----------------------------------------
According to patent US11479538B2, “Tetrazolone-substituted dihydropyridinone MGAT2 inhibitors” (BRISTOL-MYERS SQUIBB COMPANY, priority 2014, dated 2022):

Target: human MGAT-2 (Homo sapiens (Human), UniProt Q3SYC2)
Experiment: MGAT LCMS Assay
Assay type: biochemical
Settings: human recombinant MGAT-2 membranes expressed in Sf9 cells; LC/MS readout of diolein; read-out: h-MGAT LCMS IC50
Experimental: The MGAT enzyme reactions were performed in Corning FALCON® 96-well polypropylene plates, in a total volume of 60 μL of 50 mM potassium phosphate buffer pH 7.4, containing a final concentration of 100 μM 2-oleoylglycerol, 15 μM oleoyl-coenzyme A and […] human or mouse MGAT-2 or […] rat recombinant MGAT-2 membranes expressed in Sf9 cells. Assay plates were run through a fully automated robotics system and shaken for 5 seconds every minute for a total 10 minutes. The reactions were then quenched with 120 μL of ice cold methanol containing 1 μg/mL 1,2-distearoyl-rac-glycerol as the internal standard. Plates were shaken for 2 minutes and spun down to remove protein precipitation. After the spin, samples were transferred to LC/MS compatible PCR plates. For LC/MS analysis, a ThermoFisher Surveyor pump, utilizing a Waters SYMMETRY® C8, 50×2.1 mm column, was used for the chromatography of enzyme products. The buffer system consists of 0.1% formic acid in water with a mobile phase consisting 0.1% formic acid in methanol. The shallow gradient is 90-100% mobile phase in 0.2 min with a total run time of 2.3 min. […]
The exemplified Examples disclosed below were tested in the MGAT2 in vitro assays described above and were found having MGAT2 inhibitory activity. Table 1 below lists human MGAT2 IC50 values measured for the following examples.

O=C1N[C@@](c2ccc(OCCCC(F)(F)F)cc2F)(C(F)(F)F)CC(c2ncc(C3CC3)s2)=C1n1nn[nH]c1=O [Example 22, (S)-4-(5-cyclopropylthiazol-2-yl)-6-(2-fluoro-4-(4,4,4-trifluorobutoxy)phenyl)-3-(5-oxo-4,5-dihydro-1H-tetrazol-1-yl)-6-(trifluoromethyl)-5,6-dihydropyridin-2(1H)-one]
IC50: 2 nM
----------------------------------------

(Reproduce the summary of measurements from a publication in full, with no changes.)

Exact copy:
According to patent US11479538B2, “Tetrazolone-substituted dihydropyridinone MGAT2 inhibitors” (BRISTOL-MYERS SQUIBB COMPANY, priority 2014, dated 2022):

Target: human MGAT-2 (Homo sapiens (Human), UniProt Q3SYC2)
Experiment: MGAT LCMS Assay
Assay type: biochemical
Settings: human recombinant MGAT-2 membranes expressed in Sf9 cells; LC/MS readout of diolein; read-out: h-MGAT LCMS IC50
Experimental: The MGAT enzyme reactions were performed in Corning FALCON® 96-well polypropylene plates, in a total volume of 60 μL of 50 mM potassium phosphate buffer pH 7.4, containing a final concentration of 100 μM 2-oleoylglycerol, 15 μM oleoyl-coenzyme A and […] human or mouse MGAT-2 or […] rat recombinant MGAT-2 membranes expressed in Sf9 cells. Assay plates were run through a fully automated robotics system and shaken for 5 seconds every minute for a total 10 minutes. The reactions were then quenched with 120 μL of ice cold methanol containing 1 μg/mL 1,2-distearoyl-rac-glycerol as the internal standard. Plates were shaken for 2 minutes and spun down to remove protein precipitation. After the spin, samples were transferred to LC/MS compatible PCR plates. For LC/MS analysis, a ThermoFisher Surveyor pump, utilizing a Waters SYMMETRY® C8, 50×2.1 mm column, was used for the chromatography of enzyme products. The buffer system consists of 0.1% formic acid in water with a mobile phase consisting 0.1% formic acid in methanol. The shallow gradient is 90-100% mobile phase in 0.2 min with a total run time of 2.3 min. […]
The exemplified Examples disclosed below were tested in the MGAT2 in vitro assays described above and were found having MGAT2 inhibitory activity. Table 1 below lists human MGAT2 IC50 values measured for the following examples.

O=C1N[C@@](c2ccc(OCCCC(F)(F)F)cc2F)(C(F)(F)F)CC(c2ncc(C3CC3)s2)=C1n1nn[nH]c1=O [Example 22, (S)-4-(5-cyclopropylthiazol-2-yl)-6-(2-fluoro-4-(4,4,4-trifluorobutoxy)phenyl)-3-(5-oxo-4,5-dihydro-1H-tetrazol-1-yl)-6-(trifluoromethyl)-5,6-dihydropyridin-2(1H)-one]
IC50: 2 nM